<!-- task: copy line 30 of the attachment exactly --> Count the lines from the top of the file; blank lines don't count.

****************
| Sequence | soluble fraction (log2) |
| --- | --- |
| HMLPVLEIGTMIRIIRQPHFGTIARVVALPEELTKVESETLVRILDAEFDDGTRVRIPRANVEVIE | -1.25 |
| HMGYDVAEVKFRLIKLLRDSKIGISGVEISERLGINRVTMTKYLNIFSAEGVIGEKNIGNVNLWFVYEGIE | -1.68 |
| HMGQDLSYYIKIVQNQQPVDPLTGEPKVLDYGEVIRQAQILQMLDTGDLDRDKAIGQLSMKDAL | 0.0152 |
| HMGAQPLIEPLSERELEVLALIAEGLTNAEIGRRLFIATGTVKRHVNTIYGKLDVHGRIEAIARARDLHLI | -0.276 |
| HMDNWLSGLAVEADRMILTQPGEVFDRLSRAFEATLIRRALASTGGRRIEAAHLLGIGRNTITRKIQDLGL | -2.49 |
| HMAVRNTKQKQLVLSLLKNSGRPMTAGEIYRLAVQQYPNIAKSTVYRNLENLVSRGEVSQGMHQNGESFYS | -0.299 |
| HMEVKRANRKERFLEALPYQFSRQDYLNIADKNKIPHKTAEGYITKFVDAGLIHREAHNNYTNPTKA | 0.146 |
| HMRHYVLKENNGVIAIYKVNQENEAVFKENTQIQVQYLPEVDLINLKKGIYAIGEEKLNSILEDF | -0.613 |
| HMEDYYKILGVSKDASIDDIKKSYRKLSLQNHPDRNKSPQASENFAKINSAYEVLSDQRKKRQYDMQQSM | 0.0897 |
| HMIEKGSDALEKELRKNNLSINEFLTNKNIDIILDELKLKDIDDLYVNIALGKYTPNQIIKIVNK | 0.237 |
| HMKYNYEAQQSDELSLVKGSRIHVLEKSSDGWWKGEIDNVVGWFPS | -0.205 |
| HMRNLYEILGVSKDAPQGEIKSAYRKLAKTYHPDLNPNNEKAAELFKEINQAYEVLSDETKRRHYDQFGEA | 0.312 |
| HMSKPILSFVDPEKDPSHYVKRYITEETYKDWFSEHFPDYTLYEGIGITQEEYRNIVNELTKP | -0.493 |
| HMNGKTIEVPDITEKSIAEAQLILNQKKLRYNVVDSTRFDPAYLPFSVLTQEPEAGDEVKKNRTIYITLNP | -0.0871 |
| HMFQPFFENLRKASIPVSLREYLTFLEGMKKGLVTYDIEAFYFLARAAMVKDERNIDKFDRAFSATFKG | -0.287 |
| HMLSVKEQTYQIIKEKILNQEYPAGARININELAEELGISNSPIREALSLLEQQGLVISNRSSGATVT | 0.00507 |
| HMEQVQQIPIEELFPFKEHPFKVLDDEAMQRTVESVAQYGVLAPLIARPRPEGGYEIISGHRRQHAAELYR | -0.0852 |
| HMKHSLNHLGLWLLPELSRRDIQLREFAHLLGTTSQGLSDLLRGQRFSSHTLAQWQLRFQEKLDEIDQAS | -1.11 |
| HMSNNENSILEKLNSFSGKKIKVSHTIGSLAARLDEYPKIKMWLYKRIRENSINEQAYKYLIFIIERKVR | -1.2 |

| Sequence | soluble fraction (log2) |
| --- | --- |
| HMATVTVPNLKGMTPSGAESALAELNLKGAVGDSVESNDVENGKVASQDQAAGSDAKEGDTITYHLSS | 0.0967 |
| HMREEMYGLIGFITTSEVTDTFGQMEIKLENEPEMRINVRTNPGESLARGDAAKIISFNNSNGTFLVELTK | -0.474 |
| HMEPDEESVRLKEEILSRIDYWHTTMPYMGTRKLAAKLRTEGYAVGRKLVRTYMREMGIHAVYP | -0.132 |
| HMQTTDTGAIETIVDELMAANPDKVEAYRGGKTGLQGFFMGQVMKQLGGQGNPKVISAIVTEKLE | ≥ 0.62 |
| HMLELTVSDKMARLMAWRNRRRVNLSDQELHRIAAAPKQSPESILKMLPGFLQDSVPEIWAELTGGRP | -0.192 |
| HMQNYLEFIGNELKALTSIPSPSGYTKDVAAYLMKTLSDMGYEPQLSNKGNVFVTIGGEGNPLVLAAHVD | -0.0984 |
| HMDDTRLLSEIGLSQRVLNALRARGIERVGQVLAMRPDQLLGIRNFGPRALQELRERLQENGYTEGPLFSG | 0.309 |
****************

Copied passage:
| HMDDTRLLSEIGLSQRVLNALRARGIERVGQVLAMRPDQLLGIRNFGPRALQELRERLQENGYTEGPLFSG | 0.309 |